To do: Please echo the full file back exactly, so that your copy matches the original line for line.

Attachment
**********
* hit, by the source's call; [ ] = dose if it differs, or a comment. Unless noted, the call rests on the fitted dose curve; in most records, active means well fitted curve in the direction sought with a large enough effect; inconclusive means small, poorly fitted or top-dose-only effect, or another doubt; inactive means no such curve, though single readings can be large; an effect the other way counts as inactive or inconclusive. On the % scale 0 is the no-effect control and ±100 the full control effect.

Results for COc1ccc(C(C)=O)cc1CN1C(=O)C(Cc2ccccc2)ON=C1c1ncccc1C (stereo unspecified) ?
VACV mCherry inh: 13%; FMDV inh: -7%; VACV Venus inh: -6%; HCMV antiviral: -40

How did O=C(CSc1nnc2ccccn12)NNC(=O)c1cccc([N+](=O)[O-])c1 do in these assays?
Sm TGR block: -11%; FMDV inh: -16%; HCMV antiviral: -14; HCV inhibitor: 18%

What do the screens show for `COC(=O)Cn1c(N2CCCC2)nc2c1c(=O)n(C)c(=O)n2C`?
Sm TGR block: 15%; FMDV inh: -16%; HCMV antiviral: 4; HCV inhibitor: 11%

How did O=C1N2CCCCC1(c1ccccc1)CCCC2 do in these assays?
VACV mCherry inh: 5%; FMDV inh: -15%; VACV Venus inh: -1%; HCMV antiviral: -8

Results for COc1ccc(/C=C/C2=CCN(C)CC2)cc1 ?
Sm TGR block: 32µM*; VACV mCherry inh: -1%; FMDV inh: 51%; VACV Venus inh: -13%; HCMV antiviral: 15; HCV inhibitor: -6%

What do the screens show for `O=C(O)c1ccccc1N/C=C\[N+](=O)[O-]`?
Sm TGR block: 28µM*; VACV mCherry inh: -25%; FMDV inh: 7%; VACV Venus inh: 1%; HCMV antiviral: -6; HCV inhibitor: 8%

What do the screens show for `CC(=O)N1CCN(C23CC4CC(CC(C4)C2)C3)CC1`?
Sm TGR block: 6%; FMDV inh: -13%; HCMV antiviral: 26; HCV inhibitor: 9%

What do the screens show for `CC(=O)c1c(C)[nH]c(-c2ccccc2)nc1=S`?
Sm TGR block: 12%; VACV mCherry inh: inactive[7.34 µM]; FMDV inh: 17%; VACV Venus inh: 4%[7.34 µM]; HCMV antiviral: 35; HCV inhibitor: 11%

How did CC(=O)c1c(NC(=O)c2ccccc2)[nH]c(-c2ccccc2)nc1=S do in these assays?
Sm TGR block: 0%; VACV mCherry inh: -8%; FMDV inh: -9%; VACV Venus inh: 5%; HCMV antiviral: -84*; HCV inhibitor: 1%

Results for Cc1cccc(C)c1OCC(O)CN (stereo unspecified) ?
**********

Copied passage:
* hit, by the source's call; [ ] = dose if it differs, or a comment. Unless noted, the call rests on the fitted dose curve; in most records, active means well fitted curve in the direction sought with a large enough effect; inconclusive means small, poorly fitted or top-dose-only effect, or another doubt; inactive means no such curve, though single readings can be large; an effect the other way counts as inactive or inconclusive. On the % scale 0 is the no-effect control and ±100 the full control effect.

Results for COc1ccc(C(C)=O)cc1CN1C(=O)C(Cc2ccccc2)ON=C1c1ncccc1C (stereo unspecified) ?
VACV mCherry inh: 13%; FMDV inh: -7%; VACV Venus inh: -6%; HCMV antiviral: -40

How did O=C(CSc1nnc2ccccn12)NNC(=O)c1cccc([N+](=O)[O-])c1 do in these assays?
Sm TGR block: -11%; FMDV inh: -16%; HCMV antiviral: -14; HCV inhibitor: 18%

What do the screens show for `COC(=O)Cn1c(N2CCCC2)nc2c1c(=O)n(C)c(=O)n2C`?
Sm TGR block: 15%; FMDV inh: -16%; HCMV antiviral: 4; HCV inhibitor: 11%

How did O=C1N2CCCCC1(c1ccccc1)CCCC2 do in these assays?
VACV mCherry inh: 5%; FMDV inh: -15%; VACV Venus inh: -1%; HCMV antiviral: -8

Results for COc1ccc(/C=C/C2=CCN(C)CC2)cc1 ?
Sm TGR block: 32µM*; VACV mCherry inh: -1%; FMDV inh: 51%; VACV Venus inh: -13%; HCMV antiviral: 15; HCV inhibitor: -6%

What do the screens show for `O=C(O)c1ccccc1N/C=C\[N+](=O)[O-]`?
Sm TGR block: 28µM*; VACV mCherry inh: -25%; FMDV inh: 7%; VACV Venus inh: 1%; HCMV antiviral: -6; HCV inhibitor: 8%

What do the screens show for `CC(=O)N1CCN(C23CC4CC(CC(C4)C2)C3)CC1`?
Sm TGR block: 6%; FMDV inh: -13%; HCMV antiviral: 26; HCV inhibitor: 9%

What do the screens show for `CC(=O)c1c(C)[nH]c(-c2ccccc2)nc1=S`?
Sm TGR block: 12%; VACV mCherry inh: inactive[7.34 µM]; FMDV inh: 17%; VACV Venus inh: 4%[7.34 µM]; HCMV antiviral: 35; HCV inhibitor: 11%

How did CC(=O)c1c(NC(=O)c2ccccc2)[nH]c(-c2ccccc2)nc1=S do in these assays?
Sm TGR block: 0%; VACV mCherry inh: -8%; FMDV inh: -9%; VACV Venus inh: 5%; HCMV antiviral: -84*; HCV inhibitor: 1%

Results for Cc1cccc(C)c1OCC(O)CN (stereo unspecified) ?